For the first three years of #1 son’s life, he had all our attention. All of the things we tried to do as parents seemed to be working perfectly. By the time he was ready to go to school, we thought we had the parenting game down pat — he was a really smart kid, well behaved, independent, curious, responsible, etc.

Son #2 was three years younger with most of the same characteristics except he was cuddly and adorable where the older brother was more logical and independent.

For his entire childhood, the younger boy would ask us for the same privileges as his older brother. We would say, “but you’re three years younger, so you need to earn those privileges, just like your brother did” or “when you’re three years older, you’ll be mature enough to handle these responsibilities like your brother is now.”

But he would go back and forth between my wife and I, looking for a loophole, trying to play one of us. If that didn’t work, he would go to his grandparents to try to get what he wanted. And in most cases, he charmed and manipulated the family to get what he wanted in a much shorter time frame than the three years it should have taken him to earn what his brother had.

Over time, our younger son grew up angry and frustrated because he felt like he deserved the same treatment as his brother. It was illogical at all, because he actually got everything faster and didn’t have to earn it. He refused to do his school work or chores, started smoking a lot of weed and drinking and ended up getting himself kicked out of the house a couple of times.

Meanwhile, the older brother was the dutiful son, graduated college with a degree in engineering, got a job, married and bought a house. But to this day, he will tell you that we spoiled his younger brother.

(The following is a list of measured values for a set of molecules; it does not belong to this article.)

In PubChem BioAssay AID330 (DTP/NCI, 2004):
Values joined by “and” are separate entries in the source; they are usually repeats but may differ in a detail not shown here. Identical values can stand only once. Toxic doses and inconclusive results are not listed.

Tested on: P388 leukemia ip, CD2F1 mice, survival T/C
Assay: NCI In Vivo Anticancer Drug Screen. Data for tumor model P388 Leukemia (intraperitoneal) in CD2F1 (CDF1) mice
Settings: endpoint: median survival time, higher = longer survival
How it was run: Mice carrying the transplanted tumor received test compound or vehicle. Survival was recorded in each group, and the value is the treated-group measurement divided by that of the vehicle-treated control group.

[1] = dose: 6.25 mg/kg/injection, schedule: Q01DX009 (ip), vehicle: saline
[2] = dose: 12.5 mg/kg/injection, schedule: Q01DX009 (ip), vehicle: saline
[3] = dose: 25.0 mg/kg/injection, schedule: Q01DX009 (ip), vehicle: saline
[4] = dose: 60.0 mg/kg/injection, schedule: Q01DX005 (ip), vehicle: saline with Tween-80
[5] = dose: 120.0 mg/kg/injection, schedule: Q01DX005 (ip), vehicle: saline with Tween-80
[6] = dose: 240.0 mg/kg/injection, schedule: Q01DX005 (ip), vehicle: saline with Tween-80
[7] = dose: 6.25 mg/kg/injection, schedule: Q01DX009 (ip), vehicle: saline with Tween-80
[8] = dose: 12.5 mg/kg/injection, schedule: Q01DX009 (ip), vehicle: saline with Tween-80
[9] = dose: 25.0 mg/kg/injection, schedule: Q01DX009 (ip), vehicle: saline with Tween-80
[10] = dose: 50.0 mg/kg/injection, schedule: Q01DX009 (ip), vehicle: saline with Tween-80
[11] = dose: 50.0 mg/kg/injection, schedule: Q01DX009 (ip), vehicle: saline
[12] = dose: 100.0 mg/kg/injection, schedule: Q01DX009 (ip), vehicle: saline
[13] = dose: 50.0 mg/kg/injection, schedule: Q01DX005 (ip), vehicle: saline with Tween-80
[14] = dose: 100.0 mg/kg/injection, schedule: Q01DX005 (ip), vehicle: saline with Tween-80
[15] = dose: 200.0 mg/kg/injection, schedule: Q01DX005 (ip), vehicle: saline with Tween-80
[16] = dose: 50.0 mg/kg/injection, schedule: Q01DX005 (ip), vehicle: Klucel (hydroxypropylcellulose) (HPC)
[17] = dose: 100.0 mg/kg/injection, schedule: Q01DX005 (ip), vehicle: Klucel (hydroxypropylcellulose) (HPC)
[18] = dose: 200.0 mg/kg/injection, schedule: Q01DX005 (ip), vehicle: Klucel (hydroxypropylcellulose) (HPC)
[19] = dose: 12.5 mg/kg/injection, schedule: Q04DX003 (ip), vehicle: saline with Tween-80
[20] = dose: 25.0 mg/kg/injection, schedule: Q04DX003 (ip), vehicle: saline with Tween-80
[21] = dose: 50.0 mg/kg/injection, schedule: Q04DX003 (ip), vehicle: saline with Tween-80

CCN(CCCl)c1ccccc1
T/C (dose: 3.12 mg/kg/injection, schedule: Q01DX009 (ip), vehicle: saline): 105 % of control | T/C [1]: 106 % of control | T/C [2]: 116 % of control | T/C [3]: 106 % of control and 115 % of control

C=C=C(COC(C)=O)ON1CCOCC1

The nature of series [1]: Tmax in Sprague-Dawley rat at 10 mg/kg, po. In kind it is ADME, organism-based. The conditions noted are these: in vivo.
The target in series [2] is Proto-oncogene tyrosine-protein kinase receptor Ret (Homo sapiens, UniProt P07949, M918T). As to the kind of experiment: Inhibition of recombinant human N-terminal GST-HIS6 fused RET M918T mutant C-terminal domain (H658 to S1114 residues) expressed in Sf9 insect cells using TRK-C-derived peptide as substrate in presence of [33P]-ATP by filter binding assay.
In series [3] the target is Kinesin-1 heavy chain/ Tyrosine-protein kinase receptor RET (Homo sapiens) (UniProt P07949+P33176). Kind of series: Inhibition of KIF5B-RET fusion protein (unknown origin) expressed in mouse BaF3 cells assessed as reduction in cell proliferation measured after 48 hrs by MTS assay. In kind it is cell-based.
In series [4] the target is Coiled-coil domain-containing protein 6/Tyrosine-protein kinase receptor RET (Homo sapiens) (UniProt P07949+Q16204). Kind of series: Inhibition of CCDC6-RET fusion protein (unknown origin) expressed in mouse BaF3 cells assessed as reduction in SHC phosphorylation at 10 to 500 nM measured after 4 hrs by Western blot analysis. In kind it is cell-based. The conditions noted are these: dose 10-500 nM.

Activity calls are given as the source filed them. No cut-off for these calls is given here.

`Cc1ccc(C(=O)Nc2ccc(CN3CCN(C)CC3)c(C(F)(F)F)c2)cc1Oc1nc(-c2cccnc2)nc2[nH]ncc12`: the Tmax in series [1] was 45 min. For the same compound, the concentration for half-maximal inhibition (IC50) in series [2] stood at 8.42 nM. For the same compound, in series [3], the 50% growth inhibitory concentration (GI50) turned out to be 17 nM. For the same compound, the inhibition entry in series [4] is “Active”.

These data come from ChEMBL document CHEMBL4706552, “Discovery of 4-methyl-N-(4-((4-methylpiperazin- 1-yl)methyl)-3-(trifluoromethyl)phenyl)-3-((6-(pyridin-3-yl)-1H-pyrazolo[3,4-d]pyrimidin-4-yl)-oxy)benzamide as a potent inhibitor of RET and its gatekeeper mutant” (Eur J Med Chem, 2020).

The reality is, it’s a huge mistake to treat your children identically. They are completely unique, and if you are going to really love them with all your heart, you need to work 24/7 to figure out who they are almost from birth in order to figure out the right way to raise them.

In my younger son’s case, he needed way more discipline (trying to reason with him didn’t work at all), even to the point of sending him away to a military school. And if you knew me you would know that I hate blind obedience to authority with a passion. But if you see no other way, you sacrifice your own beliefs, and your own need to feel like a good parent and do the dirty, ugly and painful work of helping the child you love to reach his full potential, even if he hates you in return.

It’s taken about seven years for him to get his life back on track. And we’re lucky and grateful, because there are so many kids who don’t make it out of their teenage years.

First, while your anger may be justified, your perceptions from childhood are not objective. You saw things with a brain that wasn’t fully mature (science has shown the brain keeps developing until the age of twenty-five), so there is no possible way you would see things with the clarity you have now.

Secondly, your parents may have been wrong about a lot of things, maybe everything, but they saw things about you that may have been closer to reality and did the best they could for you given their own personal limitations.

Finally, your brother saw things another way, although his perceptions are limited, too, because he was a kid. But he also sees you now as an adult, and you should learn everything you can from his perspective to see if there’s anything you can learn from him. He could be a dick, so you would have to learn from that.